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FERC Adopts NAESB Demand Response and Energy Efficiency Standards

On February 21, 2013, FERC issued a final rule incorporating updated business practice standards of the North American Energy Standards Board (“NAESB”) regarding the measurement and verification of demand response and energy efficiency.  The final rule revises FERC’s regulations (18 C.F.R. § 38.2) by referencing NAESB’s Phase II Demand Response Measurement and Verification, and its Wholesale Energy Efficiency Measurement and Verification standards.  These standards only apply to wholesale markets administered by regional transmission organizations (“RTOs”) and independent system operators (“ISOs”).

The Phase II Demand Response Measurement and Verification standards are a more RTO/ISO-specific version of NAESB’s Phase I Demand Response Measurement and Verification standards, which were adopted by FERC on April 15, 2010.  The new standards: (1) provide common definitions and processes regarding demand response products; (2) address the applicability of performance evaluation, metering, and processes of organized wholesale markets; and (3) require RTOs and ISOs to file revised governing documents addressing performance evaluation methods to be used for demand response products.  FERC stated that the new standards will reduce transaction costs, increase participation in organized wholesale electric markets, reduce differences in regional performance evaluations, and improve the performance measurement of demand response resources.  FERC incorporated these standards without modification.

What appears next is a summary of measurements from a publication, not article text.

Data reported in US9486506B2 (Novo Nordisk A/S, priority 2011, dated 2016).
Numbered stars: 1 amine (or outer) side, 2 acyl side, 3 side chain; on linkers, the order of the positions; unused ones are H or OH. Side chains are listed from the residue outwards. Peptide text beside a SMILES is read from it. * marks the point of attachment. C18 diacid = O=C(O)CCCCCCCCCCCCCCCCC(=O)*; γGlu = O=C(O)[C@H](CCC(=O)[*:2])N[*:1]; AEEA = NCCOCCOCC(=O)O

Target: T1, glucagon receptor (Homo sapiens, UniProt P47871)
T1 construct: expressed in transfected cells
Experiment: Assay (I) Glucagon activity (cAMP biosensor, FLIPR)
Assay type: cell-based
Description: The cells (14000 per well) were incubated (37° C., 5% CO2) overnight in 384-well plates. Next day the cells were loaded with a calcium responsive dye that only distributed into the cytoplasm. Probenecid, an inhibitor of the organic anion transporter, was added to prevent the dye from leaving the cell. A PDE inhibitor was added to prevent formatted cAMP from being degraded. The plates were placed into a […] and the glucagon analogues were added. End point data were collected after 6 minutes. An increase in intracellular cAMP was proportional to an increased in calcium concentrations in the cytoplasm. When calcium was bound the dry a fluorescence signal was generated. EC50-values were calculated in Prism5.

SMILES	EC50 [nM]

The Energy Efficiency Measure and Verification standards are new business practice standards that are designed to establish a standardized method of quantifying energy reductions from energy efficiency measures.  In an attempt to create this standardized method, FERC stated that the “standards define terms and definitions that can be used to facilitate communications and provide standards for measurement and verification methodologies for energy efficiency in organized wholesale electric markets.”  In its final rule incorporating the standards, FERC added a minor modification to incorporate a plus or minus two percent accuracy requirement for energy efficiency measuring equipment.

In addition to incorporating both sets of standards, FERC addressed the manner in which ISOs and RTOs can implement the standards.  FERC stated that ISOs and RTOs must revise their Open Access Transmission Tariffs to include the new standards, except for standards that do not require revised tariff provisions; ISOs and RTOs may incorporate those by reference.  Additionally, FERC stated that because some of the standards can be incorporated by reference and do not require their own stand-alone tariff filing, ISOs and RTOs may incorporate them through an unrelated tariff filing before December 31, 2013.

FERC’s final rule becomes effective sixty days after publication in the Federal Register, with compliance required the same day the rule takes effect.  A copy of the rule is available here.